October 31, 2003

# Answers to Computer Problem 2

Full answers are in the t:\students\public\201\cp2af03.doc file.

1. (a) Obtain a frequency distribution, statistics (mean, median, and standard deviation), and histogram, with a normal distribution superimposed, for JOBHOURS (hours per week at job).  To obtain this, use Analyze – Descriptive Statistics  – Frequencies for JOBHOURS.  Before clicking OK, click on the appropriate statistics and click on Charts-Histogram-with normal curve, then Continue.

(b) (i) Using the mean, standard deviation, and frequency distribution, calculate the percentage of cases are within one standard deviation of the mean?  What percentage of cases are within two standard deviations of the mean?  How do these compare with the rules discussed in class.  (ii) Explain how the median study hours can be obtained from the frequency distribution. (iii) In words, identify similarities and differences of the histogram and normal distribution.

(i) The mean is 20.12 and the standard deviation is 11.764.  Rounding these to one decimal, the values are 20.1 and 11.8.   The interval within one standard deviation of the mean is from 20.1 – 11.8 = 8.3 to 20.1 + 11.8 = 31.9 or (8.3, 31.9).  Adding up the number of cases from 9 through 31 produces 2 + 24 + 2 + 13 + …. + 24 = 275 cases.  Of the total of 396 valid cases, 275 cases is (275/396) x 100% = 69.4% of cases within one standard deviation of the mean.  The rough rule in the text is that approximately two-thirds or 67% of cases are within one standard deviation of the mean, and the results for this distribution are very close to this figure.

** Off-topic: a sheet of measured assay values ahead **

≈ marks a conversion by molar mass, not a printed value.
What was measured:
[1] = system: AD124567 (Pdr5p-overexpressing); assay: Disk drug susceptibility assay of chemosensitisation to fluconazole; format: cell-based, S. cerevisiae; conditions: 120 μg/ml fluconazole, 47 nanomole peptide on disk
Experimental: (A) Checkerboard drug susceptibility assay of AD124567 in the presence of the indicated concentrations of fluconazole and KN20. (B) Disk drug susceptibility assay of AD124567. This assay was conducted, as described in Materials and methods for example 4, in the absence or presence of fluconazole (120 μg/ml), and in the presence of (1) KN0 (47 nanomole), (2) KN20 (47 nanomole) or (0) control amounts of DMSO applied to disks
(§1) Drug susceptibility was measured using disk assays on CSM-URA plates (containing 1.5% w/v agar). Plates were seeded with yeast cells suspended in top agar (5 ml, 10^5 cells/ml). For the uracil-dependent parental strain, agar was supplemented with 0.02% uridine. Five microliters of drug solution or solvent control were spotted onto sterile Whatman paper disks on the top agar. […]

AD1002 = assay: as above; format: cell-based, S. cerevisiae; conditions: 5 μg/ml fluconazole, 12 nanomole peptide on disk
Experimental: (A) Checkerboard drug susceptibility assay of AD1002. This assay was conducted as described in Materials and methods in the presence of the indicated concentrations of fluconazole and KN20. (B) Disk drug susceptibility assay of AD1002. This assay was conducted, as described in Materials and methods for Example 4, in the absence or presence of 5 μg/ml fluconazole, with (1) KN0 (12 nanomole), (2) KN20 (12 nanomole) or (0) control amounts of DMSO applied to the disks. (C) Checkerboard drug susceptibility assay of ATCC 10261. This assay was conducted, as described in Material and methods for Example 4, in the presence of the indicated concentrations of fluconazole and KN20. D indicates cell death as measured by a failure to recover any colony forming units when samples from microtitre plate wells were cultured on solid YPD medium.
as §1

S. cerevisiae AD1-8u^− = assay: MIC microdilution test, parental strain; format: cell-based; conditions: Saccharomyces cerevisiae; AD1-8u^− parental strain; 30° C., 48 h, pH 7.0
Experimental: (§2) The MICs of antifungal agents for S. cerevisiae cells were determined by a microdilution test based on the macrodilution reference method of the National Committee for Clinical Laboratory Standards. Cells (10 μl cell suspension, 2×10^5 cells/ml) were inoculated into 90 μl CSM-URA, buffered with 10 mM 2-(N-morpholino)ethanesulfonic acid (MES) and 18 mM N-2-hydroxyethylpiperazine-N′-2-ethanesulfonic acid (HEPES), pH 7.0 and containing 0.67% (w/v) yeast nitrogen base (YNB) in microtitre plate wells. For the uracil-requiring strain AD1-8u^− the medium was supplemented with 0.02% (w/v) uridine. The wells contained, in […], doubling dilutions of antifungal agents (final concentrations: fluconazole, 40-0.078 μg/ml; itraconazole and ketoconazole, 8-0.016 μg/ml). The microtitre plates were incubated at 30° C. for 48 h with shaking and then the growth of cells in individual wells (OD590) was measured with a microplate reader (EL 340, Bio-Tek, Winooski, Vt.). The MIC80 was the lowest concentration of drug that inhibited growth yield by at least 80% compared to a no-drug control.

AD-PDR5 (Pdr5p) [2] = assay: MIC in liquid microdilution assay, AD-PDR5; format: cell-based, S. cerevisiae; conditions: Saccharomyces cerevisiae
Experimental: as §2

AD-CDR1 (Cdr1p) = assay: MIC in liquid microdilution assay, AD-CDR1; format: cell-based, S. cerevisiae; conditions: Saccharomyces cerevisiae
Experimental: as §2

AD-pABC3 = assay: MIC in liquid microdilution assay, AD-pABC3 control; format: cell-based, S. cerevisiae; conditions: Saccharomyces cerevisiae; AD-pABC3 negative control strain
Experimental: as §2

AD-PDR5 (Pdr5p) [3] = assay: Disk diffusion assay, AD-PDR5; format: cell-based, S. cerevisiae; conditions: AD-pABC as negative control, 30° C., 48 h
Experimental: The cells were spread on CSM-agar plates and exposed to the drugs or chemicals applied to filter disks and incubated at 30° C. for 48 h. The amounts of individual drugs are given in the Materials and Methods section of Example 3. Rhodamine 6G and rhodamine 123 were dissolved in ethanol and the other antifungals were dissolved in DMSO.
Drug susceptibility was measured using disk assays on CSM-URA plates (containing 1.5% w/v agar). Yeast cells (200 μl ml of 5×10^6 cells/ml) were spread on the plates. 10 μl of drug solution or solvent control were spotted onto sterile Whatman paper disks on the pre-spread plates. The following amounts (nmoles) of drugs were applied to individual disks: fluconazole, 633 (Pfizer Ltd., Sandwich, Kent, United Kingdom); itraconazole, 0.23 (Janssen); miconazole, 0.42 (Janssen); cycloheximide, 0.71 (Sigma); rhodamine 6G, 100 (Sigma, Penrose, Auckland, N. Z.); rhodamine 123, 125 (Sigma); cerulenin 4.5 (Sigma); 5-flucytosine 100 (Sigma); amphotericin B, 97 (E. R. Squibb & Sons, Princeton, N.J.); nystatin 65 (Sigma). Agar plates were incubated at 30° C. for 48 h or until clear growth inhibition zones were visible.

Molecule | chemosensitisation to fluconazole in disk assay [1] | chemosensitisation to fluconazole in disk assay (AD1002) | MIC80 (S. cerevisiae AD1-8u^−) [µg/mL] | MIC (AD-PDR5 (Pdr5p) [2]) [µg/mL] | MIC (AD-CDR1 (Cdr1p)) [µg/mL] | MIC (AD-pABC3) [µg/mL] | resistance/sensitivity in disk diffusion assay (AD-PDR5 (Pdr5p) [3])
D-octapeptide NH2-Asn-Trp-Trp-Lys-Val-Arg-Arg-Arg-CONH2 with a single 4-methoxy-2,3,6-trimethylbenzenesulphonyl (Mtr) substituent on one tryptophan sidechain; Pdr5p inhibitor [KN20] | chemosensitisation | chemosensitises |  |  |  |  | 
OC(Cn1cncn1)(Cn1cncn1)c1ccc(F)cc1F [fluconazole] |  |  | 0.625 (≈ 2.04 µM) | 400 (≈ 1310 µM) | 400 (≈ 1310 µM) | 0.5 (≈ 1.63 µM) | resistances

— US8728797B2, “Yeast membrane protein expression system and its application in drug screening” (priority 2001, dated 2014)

Two standard deviations is 2 x 11.764 = 23.528 or 23.5.  The interval for two standard deviations on either side of the mean is from 20.1 – 23.5 = -3.4 to 20.1 + 23.5 = 43.6.  Since there cannot be less than 0 hours worked, this interval is form 0 to 43.6 hours or (0.0, 43.6).  This interval contains all the cases up to the category of 40 hours (there are no 41, 42, 43) and from the cumulative per cent column this is 97.2% of the cases.  The rough rule of thumb was that 95% of the cases are within two standard deviations and this distribution of hours worked has two percentage points more within two standard deviations.

(ii) To obtain the median hours worked, find the number of hours so that there are fifty per cent of the cases less than this and the other fifty per cent greater.  Using the cumulative per cent column, look for where the values cross the fifty per cent point and this is at 20 hours.  At 19 hours, there are 48.7% of the cases and by accounting for all those working exactly 20 hours, there are 64.1% of cases.  The median is at 20 hours worked per week – the same as indicated in the summary statistics table of the printout.